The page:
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Why Inmates Return To Prison

Why Inmates Return To Prison

Once a person is involved in the justice system and the prison system, it is very difficult to get out.we have a America’s Dangerously High Recidivism Ratewhich is the percentage of prisoners who return to prison after release.

The rules we have for ex-prisoners are extremely difficult to follow when someone gets out of prison. In addition to being law-abiding and drug-free, you must have a job and housing, and must pay a monthly fee while on parole.

This sounds easy, but is actually very difficult for many ex-prisoners. This brings us to today’s topic: Why do prisoners return to prison?

In this blog post, I’ll cover the following topics:

  • What are the conditions of parole for inmates when they are released from prison?
  • Are prisoners ready to reintegrate into society?
  • Who has the power to send you back to prison if you violate the terms of your parole?

What are the conditions of parole for inmates when they are released from prison?

Most states—and the federal government—will release a parole prisoner before the maximum period. Prisoners serve a percentage of their sentence, are released, and serve the remainder of their sentence on the street, rather than staying in jail until the last day of their sentence.

However, while on parole/probation, there are some rules you must follow. If you break any of these, you’ll find yourself back in prison.

The main rules of parole are as follows: Obey all laws, avoid all illegal drugs, pay your parole monthly fee, visit your parole officer as directed, complete any assigned treatment programs, find a job, and find a place to live.

You will also need to keep your parole officer up-to-date on where you live and work. You must tell them immediately if there are any changes. If you don’t, you could end up breaking the rules and going back to jail.

Each of these rules can be difficult, depending on the prisoner’s support system. If they don’t have friends or family they can live with after release, prisoners must go to a halfway house or some sort of housing program so they have a place to stay.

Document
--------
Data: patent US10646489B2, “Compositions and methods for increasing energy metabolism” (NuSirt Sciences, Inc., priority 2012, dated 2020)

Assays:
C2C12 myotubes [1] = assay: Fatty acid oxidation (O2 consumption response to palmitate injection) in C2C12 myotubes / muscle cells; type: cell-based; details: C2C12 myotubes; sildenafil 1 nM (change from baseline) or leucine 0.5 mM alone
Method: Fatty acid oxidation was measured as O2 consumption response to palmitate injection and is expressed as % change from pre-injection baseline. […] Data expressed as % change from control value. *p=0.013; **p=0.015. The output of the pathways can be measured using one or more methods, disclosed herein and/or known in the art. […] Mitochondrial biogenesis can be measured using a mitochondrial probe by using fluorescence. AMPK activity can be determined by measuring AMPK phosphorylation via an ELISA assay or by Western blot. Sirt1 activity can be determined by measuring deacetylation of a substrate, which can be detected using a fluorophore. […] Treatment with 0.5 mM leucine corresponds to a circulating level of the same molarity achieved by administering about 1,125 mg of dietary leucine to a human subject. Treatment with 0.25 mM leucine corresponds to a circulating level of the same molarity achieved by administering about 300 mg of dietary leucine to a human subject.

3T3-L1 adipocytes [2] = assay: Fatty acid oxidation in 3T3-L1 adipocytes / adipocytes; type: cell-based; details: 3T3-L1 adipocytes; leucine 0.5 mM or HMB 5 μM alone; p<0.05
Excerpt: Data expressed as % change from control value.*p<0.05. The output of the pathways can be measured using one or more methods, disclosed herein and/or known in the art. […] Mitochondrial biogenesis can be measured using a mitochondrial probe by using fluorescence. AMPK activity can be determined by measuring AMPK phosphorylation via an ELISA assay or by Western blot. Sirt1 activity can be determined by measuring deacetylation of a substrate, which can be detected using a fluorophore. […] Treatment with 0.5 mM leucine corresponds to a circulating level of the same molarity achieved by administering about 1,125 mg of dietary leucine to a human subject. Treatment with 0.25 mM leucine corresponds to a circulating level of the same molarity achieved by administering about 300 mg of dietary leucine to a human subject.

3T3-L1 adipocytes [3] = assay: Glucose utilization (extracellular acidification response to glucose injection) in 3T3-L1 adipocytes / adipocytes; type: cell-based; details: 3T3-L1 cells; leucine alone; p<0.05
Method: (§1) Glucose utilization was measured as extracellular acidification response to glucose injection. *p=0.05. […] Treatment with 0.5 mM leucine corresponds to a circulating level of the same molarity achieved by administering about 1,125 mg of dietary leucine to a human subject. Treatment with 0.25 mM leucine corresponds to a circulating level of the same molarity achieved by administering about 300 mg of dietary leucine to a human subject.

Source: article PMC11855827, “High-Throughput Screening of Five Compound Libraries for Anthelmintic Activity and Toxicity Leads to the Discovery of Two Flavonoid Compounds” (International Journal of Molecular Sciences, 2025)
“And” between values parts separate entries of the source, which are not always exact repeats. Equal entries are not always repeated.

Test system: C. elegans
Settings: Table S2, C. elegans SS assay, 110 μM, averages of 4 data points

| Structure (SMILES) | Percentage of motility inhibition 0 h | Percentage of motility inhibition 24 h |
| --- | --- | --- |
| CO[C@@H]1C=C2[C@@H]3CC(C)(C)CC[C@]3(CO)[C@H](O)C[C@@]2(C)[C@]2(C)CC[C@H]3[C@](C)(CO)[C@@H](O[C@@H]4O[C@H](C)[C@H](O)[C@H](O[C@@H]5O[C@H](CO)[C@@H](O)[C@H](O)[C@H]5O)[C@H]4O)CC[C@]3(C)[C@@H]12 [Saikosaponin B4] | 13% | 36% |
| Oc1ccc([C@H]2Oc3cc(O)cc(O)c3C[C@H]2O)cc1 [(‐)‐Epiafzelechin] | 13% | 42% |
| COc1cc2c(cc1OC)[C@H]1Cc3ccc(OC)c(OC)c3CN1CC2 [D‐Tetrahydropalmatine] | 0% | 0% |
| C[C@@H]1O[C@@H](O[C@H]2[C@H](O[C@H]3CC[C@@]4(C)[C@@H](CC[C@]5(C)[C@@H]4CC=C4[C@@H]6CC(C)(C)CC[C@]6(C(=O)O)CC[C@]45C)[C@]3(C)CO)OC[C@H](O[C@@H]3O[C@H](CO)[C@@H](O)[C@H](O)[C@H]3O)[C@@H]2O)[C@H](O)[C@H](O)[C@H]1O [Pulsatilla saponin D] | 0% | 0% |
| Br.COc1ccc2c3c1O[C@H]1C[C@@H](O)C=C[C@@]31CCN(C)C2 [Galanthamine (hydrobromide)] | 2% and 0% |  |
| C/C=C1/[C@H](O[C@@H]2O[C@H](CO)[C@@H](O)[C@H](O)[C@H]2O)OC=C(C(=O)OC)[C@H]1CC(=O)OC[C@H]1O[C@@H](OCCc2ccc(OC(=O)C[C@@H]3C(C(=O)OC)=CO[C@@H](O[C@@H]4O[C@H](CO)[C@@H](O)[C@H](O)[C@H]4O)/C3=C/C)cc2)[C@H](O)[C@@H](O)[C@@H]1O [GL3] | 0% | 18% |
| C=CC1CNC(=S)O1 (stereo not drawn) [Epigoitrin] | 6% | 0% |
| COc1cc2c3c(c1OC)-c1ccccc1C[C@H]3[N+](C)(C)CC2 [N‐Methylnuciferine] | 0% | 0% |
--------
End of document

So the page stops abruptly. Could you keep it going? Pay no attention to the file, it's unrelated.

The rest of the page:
Prisoners can rent out their own apartment, but finding a landlord willing to rent to you can be difficult, as landlords may refuse to house you due to a criminal record.

The same thing applies when prisoners try to find work. Many job applications will ask if you have ever been convicted of a crime and ask you to check “yes” or “no.” If you select “Yes,” it usually means the app went straight to the trash without even thinking about it.

I’ve also had experiences getting interviews and job offers because the application didn’t ask about previous felonies. However, a background check caused the employer to rescind the offer.

If you don’t have a place to live or a job to earn enough to support yourself, you may be tempted to return to a life of crime. That’s why most people end up going back to prison. If you break any of the rules that are a condition of your release, you’re in big trouble.

The fastest way to go back to prison is to commit another crime. Unfortunately, this can happen a lot without the proper tools, education, and support systems in place.

Are prisoners ready to reintegrate into society?

Unfortunately, the answer to this question is usually “no”. Many prisoners are non-violent offenders with drug addiction problems, and incarceration is not the answer. The National Center on Addiction and Substance Abuse at Columbia University estimates that only 11 percent of all incarcerated people with substance abuse problems who need treatment actually receive it while behind bars.

Mental illness and recovery should be the focus, not punishment for crimes. The War on Drugs is a massive failure, and instead of keeping people in cages, it makes more sense to decriminalize or legalize drugs and get people the help they need, rather than opening a revolving door in our prisons.

One of the worst parts of incarceration is when non-violent drug offenders find themselves next to real violent offenders. There is a running joke in prisons that people go to prison and learn to be criminals.

When someone first goes to prison, they are likely to be associated with an extremely limited social circle of amateur criminals. In prison, they encounter a network of career criminals that can lead them down the wrong path.

Who has the power to send you back to prison if you violate the terms of your parole?

When you violate your parole — whether it’s something as simple as a missed appointment or a missed monthly payment — your parole officer notifies the judge to handle your case.

This usually means that you will have to appear in court again, and if the judge thinks it is necessary, he or she will send you back to prison to complete your sentence.

Your parole officer is sort of like your guardian, they hold you accountable when you “walk the papers” (prison slang for successfully completing your parole on the street). Any parole violations will go through the PO first and then back before a judge – unless you are arrested again.

If this is the case, your PO will find out and meet you in court before you return to prison.

Why do you think the recidivism rate in the United States is so high? Let us know in the comments below.


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